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Path to Better Population Health Includes Walkable Urban Street Design


According to a viewpoint published in JAMA Internal Medicine, making city streets safer and more inviting for pedestrians and cyclists can help break the pattern of sedentary behavior that has contributed to the obesity epidemic in America.

City planners can play a crucial role in improving public health by encouraging physical activity through street design that allows walking and biking, according to a viewpoint published in JAMA Internal Medicine.

The authors are employees of Bloomberg Associates, a consulting group for cities seeking to improve their residents’ quality of life. The recommendation in the viewpoint is simple: making streets safer and more inviting for pedestrians and cyclists can help break the pattern of sedentary behavior that has contributed to the obesity epidemic in America. In fact, the authors write, “designing healthier streets is the most powerful weapon that urban planners have at their disposal to counteract these trends.”

Aside from the frequency of vehicular traffic crashes on America’s roads, current street design presents a more insidious danger by making routine physical activity virtually impossible in some cities and towns, they argue. Cars are the method of transportation for 86% of Americans traveling to work, and even when public transit is available, commuters may encounter unsafe routes to the bus stops or rail stations. For suburban residents, automobiles are a near necessity due to the spread-out nature of homes and businesses.

To remove these barriers to activity, the authors write that urban planners should look to successful examples of cities that have redesigned their infrastructure to encourage walking and biking. In Copenhagen, for instance, where half of all trips are taken on bicycles, coronary heart disease is less prevalent among cyclists. Closer to home, Portland, Oregon, has created a bikeable city that “reallocates road space to transportation modes other than cars,” and it now has the highest proportion nationwide of commuters who bike to work, at 5%.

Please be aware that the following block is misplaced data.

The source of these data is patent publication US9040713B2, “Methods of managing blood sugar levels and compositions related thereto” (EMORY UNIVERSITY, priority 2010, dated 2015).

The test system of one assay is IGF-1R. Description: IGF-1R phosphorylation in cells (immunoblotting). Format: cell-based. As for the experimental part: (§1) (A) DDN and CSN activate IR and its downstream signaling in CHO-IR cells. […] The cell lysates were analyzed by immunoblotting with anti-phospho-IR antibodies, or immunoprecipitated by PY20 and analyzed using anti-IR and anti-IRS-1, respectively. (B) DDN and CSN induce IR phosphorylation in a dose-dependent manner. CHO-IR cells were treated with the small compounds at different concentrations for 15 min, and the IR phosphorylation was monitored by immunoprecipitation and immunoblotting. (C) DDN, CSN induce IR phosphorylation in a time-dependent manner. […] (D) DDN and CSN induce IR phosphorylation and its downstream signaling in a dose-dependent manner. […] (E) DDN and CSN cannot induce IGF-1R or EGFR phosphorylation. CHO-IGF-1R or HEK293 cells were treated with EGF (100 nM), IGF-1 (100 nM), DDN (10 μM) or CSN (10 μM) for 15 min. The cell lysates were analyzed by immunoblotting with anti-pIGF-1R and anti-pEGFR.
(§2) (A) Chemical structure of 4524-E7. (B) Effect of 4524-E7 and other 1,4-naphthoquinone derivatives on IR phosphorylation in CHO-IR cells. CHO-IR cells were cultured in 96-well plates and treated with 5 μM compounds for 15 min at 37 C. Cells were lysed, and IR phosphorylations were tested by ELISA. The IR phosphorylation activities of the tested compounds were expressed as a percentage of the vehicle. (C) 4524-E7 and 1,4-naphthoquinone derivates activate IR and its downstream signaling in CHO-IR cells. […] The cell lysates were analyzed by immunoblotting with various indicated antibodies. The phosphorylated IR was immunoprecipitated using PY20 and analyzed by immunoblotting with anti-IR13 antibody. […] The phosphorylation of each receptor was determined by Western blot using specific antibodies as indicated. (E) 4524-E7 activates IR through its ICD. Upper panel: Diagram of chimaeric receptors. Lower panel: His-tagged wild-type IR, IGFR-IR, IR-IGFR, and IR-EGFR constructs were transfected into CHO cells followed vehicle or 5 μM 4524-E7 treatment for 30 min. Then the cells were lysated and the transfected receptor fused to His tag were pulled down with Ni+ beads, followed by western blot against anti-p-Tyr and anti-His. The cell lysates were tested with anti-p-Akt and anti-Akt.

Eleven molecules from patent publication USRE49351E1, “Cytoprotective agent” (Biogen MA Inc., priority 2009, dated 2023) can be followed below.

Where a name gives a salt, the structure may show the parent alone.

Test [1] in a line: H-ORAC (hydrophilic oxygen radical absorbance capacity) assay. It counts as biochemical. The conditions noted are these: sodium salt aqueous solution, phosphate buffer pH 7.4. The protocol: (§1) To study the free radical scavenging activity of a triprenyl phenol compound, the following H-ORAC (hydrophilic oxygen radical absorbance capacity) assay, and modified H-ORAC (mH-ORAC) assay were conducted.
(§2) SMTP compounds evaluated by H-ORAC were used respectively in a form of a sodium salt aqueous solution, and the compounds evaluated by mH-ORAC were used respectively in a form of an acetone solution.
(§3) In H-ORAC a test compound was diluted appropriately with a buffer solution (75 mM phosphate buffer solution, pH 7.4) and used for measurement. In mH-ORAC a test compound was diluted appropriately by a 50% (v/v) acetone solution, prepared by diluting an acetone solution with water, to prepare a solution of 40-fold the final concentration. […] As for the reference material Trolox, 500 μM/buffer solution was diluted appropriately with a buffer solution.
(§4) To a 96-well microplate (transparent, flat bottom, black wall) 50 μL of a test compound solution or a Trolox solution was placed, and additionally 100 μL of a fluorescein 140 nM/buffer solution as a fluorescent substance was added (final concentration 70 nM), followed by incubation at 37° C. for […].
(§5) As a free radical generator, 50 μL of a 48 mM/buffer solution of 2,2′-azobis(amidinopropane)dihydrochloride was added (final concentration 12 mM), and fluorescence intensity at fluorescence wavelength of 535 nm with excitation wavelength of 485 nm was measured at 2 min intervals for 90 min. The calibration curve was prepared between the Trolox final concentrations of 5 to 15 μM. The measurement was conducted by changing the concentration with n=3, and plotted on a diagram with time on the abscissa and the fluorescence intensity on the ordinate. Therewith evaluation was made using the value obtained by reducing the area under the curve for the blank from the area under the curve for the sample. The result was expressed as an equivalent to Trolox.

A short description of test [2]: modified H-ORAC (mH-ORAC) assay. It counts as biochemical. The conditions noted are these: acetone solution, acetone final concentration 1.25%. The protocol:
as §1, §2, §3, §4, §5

Another model for street redesign is New York City, where one of the authors spearheaded a 6-year initiative to create 400 miles of bike lanes during her tenure as transportation commissioner. The ease of cycling in the Big Apple also got a boost from the Citi Bike program, which will expand to 12,000 bicycles this year. Since the program’s 2013 launch, riders have borrowed the bikes to pedal a cumulative distance equal to a trip to Mars and back, the authors report. Other ideas have helped to encourage walking, like the redesign of Times Square that transformed the busy roadway into a pedestrian plaza that 480,000 people stroll through every day.

In September 2015, Surgeon General Vivek Murthy, MD, issued a call to action urging Americans to walk more, in conjunction with a report containing a number of recommendations, including the need for measures that quell the dangers of traffic to pedestrians.

“We know that an active lifestyle is critical to achieving good overall health. And walking is a simple, effective and affordable way to build physical activity into our lives,” said Murthy in the report. ”That is why we need to step it up as a country ensuring that everyone can choose to walk in their own communities.”

In light of the abundance of evidence supporting physical activity as a method of improving public health by warding off obesity, cardiovascular disease, and a number of other health risks, the authors of the viewpoint argue that urban planners have a civic responsibility to do their part in facilitating active lifestyles.

“We aren’t going to drive ourselves to a healthier future,” the authors concluded. “We’re going to get there only under our own power, and cities need to make substantial investments to help make that possible.”

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